Qur’an, Yemen, dated AH 1184 (1770), ink colours on paper, leather binding.
Collection of Asian Civilisations Museum.
This Qur’an from Yemen has a tan morocco binding with a stamped medallion. Its manuscript has 13 lines of text where the first, middle and last lines are written in red Muhaqqaq script and the other ten lines are in black Naskh script. The Muhaqqaq and Naskh scripts are part of the six classical cursive scripts.
For Muslims, the Qur’an is the visual embodiment of the Word of God and is hence considered sacred. The pious desire to beautify the Word of God was a central factor in the development of calligraphy in the Islamic world. One interesting aspect of Islamic art is that the form of expression can be found in a variety of media—thus you can find calligraphy in manuscripts or as large inscriptions done in stone for buildings. Every page of this Qur’an has colourful, decorated headers and frames, and gold is used for chapter titles.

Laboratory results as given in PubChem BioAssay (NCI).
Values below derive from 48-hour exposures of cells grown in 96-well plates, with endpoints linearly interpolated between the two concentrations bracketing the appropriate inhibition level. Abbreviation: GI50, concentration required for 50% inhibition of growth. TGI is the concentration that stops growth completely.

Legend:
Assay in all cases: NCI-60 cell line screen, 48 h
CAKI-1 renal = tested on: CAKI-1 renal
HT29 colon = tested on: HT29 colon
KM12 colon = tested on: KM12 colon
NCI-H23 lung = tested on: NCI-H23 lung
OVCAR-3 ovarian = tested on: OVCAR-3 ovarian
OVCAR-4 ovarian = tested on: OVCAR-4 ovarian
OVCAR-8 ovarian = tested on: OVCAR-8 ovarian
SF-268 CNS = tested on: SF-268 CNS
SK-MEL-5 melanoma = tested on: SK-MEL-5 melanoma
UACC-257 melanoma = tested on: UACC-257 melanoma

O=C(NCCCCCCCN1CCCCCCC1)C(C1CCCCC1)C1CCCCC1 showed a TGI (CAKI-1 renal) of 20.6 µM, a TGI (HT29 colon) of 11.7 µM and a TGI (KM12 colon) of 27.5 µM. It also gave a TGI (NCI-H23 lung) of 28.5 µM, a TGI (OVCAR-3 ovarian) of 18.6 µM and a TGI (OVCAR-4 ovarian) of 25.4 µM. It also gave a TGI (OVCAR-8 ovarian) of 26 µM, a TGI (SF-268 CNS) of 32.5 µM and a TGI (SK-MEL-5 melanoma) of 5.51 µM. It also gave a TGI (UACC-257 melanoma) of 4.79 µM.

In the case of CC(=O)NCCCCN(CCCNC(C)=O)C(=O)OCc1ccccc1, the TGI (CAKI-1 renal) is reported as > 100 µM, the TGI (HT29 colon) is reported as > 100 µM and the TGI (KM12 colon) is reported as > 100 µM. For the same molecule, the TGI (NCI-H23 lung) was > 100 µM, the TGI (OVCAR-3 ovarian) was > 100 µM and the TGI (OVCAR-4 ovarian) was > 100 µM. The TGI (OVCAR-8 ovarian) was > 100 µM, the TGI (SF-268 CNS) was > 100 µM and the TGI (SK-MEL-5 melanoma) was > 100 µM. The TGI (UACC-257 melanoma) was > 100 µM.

In Singapore, a large part of the Arab community has origins in the Hadhramawt region of Yemen. They arrived in Singapore from the early 19th century, when the Hadhramawt region was a British Protectorate. They were involved in the retail and wholesale trade, the Hajj industry and real estate development. A special group among the Hadhrami families are the sayyids who trace their descent from the Prophet Muhammad himself.
This is an extract from "The Singapore Story through 60 objects" written by Kennie Ting, Director, Asian Civilisations Museum and Peranakan Museum & Group Director of Museums, National Heritage Board. This article was first published in Cultural Connections Volume IV 2019 by Culture Academy Singapore.